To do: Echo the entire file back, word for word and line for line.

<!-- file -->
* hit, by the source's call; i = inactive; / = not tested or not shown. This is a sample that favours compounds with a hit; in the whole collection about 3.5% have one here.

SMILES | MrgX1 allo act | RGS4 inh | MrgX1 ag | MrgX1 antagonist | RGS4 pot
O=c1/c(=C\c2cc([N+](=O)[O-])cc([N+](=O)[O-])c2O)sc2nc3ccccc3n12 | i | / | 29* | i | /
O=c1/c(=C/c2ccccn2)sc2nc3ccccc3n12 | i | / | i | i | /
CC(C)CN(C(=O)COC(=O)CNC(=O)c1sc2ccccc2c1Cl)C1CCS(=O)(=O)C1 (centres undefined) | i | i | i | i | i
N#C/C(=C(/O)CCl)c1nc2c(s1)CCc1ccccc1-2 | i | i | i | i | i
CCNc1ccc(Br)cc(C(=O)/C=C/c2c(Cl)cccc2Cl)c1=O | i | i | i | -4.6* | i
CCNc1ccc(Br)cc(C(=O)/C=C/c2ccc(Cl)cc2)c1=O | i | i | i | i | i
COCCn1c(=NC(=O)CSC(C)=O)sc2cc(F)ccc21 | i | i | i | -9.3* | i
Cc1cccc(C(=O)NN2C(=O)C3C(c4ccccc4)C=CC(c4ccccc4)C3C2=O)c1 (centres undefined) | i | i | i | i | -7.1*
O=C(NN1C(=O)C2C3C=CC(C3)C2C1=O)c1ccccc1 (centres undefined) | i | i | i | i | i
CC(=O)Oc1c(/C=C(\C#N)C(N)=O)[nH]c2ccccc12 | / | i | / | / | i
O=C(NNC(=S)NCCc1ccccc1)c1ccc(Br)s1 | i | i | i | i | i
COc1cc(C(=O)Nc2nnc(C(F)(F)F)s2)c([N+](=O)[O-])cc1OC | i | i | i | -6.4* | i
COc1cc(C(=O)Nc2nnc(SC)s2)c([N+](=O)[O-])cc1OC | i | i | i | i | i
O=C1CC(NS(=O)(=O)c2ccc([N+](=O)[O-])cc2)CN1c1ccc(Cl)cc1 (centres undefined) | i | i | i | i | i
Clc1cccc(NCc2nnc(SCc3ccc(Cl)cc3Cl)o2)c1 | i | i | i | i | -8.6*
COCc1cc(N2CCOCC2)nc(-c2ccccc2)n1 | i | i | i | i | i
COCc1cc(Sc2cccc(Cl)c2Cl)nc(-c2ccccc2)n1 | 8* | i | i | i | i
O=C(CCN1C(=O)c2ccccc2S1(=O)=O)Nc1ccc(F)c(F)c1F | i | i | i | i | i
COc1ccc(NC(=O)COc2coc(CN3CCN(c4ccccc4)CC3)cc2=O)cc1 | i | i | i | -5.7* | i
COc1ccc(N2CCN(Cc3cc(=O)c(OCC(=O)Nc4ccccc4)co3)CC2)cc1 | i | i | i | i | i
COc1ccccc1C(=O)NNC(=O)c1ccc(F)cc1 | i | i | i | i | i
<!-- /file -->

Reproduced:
* hit, by the source's call; i = inactive; / = not tested or not shown. This is a sample that favours compounds with a hit; in the whole collection about 3.5% have one here.

SMILES | MrgX1 allo act | RGS4 inh | MrgX1 ag | MrgX1 antagonist | RGS4 pot
O=c1/c(=C\c2cc([N+](=O)[O-])cc([N+](=O)[O-])c2O)sc2nc3ccccc3n12 | i | / | 29* | i | /
O=c1/c(=C/c2ccccn2)sc2nc3ccccc3n12 | i | / | i | i | /
CC(C)CN(C(=O)COC(=O)CNC(=O)c1sc2ccccc2c1Cl)C1CCS(=O)(=O)C1 (centres undefined) | i | i | i | i | i
N#C/C(=C(/O)CCl)c1nc2c(s1)CCc1ccccc1-2 | i | i | i | i | i
CCNc1ccc(Br)cc(C(=O)/C=C/c2c(Cl)cccc2Cl)c1=O | i | i | i | -4.6* | i
CCNc1ccc(Br)cc(C(=O)/C=C/c2ccc(Cl)cc2)c1=O | i | i | i | i | i
COCCn1c(=NC(=O)CSC(C)=O)sc2cc(F)ccc21 | i | i | i | -9.3* | i
Cc1cccc(C(=O)NN2C(=O)C3C(c4ccccc4)C=CC(c4ccccc4)C3C2=O)c1 (centres undefined) | i | i | i | i | -7.1*
O=C(NN1C(=O)C2C3C=CC(C3)C2C1=O)c1ccccc1 (centres undefined) | i | i | i | i | i
CC(=O)Oc1c(/C=C(\C#N)C(N)=O)[nH]c2ccccc12 | / | i | / | / | i
O=C(NNC(=S)NCCc1ccccc1)c1ccc(Br)s1 | i | i | i | i | i
COc1cc(C(=O)Nc2nnc(C(F)(F)F)s2)c([N+](=O)[O-])cc1OC | i | i | i | -6.4* | i
COc1cc(C(=O)Nc2nnc(SC)s2)c([N+](=O)[O-])cc1OC | i | i | i | i | i
O=C1CC(NS(=O)(=O)c2ccc([N+](=O)[O-])cc2)CN1c1ccc(Cl)cc1 (centres undefined) | i | i | i | i | i
Clc1cccc(NCc2nnc(SCc3ccc(Cl)cc3Cl)o2)c1 | i | i | i | i | -8.6*
COCc1cc(N2CCOCC2)nc(-c2ccccc2)n1 | i | i | i | i | i
COCc1cc(Sc2cccc(Cl)c2Cl)nc(-c2ccccc2)n1 | 8* | i | i | i | i
O=C(CCN1C(=O)c2ccccc2S1(=O)=O)Nc1ccc(F)c(F)c1F | i | i | i | i | i
COc1ccc(NC(=O)COc2coc(CN3CCN(c4ccccc4)CC3)cc2=O)cc1 | i | i | i | -5.7* | i
COc1ccc(N2CCN(Cc3cc(=O)c(OCC(=O)Nc4ccccc4)co3)CC2)cc1 | i | i | i | i | i
COc1ccccc1C(=O)NNC(=O)c1ccc(F)cc1 | i | i | i | i | i